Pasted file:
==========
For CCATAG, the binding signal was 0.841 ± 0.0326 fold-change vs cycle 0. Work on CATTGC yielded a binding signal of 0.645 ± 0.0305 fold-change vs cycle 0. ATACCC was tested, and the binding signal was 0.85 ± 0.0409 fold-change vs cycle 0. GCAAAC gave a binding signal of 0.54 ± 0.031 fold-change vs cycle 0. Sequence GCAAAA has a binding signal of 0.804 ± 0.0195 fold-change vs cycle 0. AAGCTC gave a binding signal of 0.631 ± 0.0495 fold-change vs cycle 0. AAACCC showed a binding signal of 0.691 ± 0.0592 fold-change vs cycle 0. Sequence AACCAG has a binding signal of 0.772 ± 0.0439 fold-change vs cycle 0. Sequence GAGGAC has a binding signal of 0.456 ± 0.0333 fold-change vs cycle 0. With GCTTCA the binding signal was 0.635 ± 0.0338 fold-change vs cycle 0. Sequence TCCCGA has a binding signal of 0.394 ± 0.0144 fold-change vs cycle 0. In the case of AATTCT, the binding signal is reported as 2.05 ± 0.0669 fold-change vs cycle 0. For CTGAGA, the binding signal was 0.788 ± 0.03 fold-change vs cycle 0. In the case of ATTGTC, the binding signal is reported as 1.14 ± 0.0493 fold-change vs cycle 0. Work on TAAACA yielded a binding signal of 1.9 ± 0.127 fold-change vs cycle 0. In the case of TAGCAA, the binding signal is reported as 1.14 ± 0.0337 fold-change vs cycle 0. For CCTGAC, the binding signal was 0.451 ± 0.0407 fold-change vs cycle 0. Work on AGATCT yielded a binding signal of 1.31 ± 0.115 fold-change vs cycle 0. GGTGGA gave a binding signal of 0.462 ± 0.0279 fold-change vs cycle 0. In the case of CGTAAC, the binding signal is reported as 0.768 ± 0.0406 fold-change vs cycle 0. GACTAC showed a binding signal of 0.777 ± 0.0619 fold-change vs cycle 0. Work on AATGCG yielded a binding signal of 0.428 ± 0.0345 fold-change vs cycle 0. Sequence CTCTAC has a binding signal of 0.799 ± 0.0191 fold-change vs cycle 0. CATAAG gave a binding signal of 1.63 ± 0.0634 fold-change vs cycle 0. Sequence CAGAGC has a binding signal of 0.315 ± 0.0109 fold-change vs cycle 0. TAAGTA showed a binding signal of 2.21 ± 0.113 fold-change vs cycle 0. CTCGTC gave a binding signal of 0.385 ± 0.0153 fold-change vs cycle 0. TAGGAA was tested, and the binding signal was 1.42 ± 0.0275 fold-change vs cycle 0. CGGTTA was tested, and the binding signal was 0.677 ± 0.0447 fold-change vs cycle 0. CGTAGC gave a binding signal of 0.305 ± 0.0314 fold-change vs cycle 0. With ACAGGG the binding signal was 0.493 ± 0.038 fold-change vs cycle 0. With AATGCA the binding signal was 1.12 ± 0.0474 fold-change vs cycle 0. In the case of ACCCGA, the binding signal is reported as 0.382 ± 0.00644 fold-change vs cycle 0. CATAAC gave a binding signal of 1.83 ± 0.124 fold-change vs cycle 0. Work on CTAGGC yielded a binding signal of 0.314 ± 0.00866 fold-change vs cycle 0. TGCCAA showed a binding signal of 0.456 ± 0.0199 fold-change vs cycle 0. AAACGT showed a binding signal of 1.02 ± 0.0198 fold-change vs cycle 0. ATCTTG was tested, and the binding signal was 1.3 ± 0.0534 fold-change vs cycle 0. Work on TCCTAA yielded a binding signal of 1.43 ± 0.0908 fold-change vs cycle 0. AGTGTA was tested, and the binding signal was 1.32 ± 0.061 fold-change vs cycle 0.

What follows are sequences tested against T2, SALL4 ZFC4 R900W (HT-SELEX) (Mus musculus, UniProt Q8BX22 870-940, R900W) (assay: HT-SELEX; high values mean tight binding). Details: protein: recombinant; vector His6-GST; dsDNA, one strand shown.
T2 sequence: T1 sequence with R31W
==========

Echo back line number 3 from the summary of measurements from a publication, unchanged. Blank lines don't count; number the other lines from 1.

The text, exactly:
T2 sequence: T1 sequence with R31W